NEW Coasts

Discovering the Family Life of Coastal Birds

Audubon intern Sylvine Hill gets a glimpse into love, life, and loss at a beach bird sanctuary.

I’ve always had a deep love for nature. Ever since I was a young girl, I would roam around my neighborhood looking for wildlife and picking up interesting insects. When I was stressed out, the sun always cheered me up.

I would listen and watch the birds, either flying in search of food or communicating with each other. It always fascinated me when I would see baby birds for the first time frantically bouncing in anticipation of their mom giving them food.

During times of bad weather, I would see big flocks of birds gathering in the trees. It seemed as if they were in a state of confusion or panic as they conversed with each other within the colony. In those moments, I would often wonder what the birds were thinking. Because I grew up and stayed in North Carolina’s Piedmont region all my life, this was my only exposure to bird culture.

I saw birds, but I never took the time to understand them. It wasn’t until I began my work as an Audubon Women in Conservation intern that I started diving into the rich and diverse culture of birds.

I got my first glimpse of the family life of birds during my first week of work, on a trip to Wrightsville Beach to see nesting colonies protected by Audubon’s Beach Bird Stewards. As soon as I arrived at the beach I was greeted by my supervisor, Aimee Tomcho, and one of the stewards and our host, Marlene Eader.

The nesting site was blocked off with posted signs surrounding the area, informing the public that the birds were protected by law and warning beachgoers to keep dogs away from nesting birds.  On the same posts were adorable hand-drawn pictures of Black Skimmers, American Oystercatchers, and Least Terns made by students from Wrightsville Beach Elementary School.

While walking on the beach, I saw a family of Black Skimmers –the male was perched on a posted sign while his mate was sitting on the nest below. Our observation of the skimmers was interrupted by a Least Tern that flew in the air and dove right toward Aimee’s head. In disbelief, we all ducked as the bird flew past us and toward Aimee again.

Marlene Eader, Audubon's coastal volunteer coordinator, gives a lesson about Least Tern nesting habits. Photo: Aimee Tomcho/Audubon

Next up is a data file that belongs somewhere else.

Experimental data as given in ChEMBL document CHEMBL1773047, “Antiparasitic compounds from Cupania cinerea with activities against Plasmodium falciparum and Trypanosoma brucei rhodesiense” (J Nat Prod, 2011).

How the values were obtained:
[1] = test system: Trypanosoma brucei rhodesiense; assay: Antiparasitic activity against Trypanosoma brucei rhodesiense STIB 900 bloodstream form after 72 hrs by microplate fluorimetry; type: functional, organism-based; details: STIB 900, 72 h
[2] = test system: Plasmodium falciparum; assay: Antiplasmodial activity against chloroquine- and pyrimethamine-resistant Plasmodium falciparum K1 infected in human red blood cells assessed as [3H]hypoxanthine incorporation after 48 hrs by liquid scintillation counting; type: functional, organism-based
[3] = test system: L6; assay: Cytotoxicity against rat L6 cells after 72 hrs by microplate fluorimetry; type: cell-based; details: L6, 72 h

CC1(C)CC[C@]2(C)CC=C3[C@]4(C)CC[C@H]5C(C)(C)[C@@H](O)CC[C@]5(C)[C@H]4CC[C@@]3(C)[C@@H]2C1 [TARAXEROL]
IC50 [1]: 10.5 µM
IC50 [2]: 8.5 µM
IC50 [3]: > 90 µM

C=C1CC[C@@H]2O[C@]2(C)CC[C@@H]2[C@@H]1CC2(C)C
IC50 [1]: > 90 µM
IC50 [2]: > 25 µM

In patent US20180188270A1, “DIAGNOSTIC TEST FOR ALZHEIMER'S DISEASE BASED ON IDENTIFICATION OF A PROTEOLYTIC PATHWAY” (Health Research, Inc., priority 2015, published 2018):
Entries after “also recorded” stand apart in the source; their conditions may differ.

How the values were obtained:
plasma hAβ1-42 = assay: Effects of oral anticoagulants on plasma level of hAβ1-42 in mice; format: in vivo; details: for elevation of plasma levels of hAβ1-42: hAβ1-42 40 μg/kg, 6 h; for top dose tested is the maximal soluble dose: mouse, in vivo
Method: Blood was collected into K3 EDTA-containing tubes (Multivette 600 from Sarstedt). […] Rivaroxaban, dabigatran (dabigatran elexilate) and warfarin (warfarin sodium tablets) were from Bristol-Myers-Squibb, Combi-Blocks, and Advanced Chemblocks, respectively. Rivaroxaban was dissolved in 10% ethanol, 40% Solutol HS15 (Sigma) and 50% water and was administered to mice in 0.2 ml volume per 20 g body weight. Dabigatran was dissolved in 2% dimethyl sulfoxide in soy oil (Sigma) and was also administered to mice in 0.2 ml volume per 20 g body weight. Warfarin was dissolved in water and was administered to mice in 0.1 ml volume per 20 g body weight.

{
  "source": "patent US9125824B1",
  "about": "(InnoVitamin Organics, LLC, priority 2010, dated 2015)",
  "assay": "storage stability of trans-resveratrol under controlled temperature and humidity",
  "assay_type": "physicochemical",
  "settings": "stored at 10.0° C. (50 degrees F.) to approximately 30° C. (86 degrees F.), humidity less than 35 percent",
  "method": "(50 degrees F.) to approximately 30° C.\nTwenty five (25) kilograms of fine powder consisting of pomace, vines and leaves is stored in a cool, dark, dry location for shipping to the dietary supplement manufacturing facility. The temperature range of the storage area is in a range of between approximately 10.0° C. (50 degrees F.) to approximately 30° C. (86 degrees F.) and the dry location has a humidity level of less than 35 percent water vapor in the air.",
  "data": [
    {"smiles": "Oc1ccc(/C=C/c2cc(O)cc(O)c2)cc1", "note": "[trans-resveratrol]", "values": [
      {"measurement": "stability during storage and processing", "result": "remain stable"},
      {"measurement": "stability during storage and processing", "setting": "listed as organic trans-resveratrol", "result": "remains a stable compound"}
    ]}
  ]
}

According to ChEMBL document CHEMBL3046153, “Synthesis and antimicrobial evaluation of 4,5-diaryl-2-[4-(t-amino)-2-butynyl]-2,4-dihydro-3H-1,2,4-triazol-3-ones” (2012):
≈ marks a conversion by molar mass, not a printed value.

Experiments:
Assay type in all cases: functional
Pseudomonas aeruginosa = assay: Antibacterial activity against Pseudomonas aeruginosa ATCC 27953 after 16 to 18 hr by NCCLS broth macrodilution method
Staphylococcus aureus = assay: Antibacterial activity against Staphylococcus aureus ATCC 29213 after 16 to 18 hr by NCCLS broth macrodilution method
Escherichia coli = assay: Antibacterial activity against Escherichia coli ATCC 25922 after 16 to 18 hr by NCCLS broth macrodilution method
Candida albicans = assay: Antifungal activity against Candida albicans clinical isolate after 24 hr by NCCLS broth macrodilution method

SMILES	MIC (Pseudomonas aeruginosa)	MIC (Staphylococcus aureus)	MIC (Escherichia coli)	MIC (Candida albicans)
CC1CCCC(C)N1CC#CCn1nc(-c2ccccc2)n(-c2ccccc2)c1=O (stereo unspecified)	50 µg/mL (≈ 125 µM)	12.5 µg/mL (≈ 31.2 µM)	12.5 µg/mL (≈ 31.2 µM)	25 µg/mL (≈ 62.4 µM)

Marlene told us that the bird recognized the Audubon hat and shirt that Aimee was wearing because it’s the same outfit worn by Audubon’s coastal biologists, who physically interact with the nesting colonies. The bird was trying to warn us to stay away from his family. Aimee immediately took off her hat and started to distance herself from the nesting area, only for the Least Tern to start diving after my hat. I laughed as I ran away from the bird.

On hot days, mother Least Terns make a shield with their wings to keep the young shaded from the heat. Throughout the rest of the day, I witnessed several Least Tern parents switching back and forth between watching the nest and cooling off in the water.

I saw how the majestic Black Skimmer hovered over the ocean water catching tiny fish. Black Skimmers chicks are one of the few baby birds that eat fish whole, so it’s very important for a female Black Skimmer to choose a mate with sharp fishing abilities.

All across the nesting area, cute little birds were playing, hiding, jumping and waddling around their parents and siblings. They went on adventures in between the leaves, around sand piles and under little triangular shelters made by a local steward. It truly was an amazing site.

Further down the beach, a pair of American Oystercatchers were grieving over the loss of their recent clutch of eggs. Due to the excessive heat, their chicks never hatched. It is very difficult not to assume they feel emotions much like we do.

The birds remained isolated from the rest of the colony, standing close to each other and then soon giving each other space to grieve in solitude. I took a step back and considered their loss. It wasn’t until that moment that I realized that birds loved, taught their young, and mourned losses just like the rest of us.

The birds made sure to stay close to their children as they learned the necessary skills to grow and survive. Their colony was a strong organized community. All this time I had wondered what was going on in a bird’s mind, only to find out that it’s the same things that go on in our minds: protecting the ones we love.

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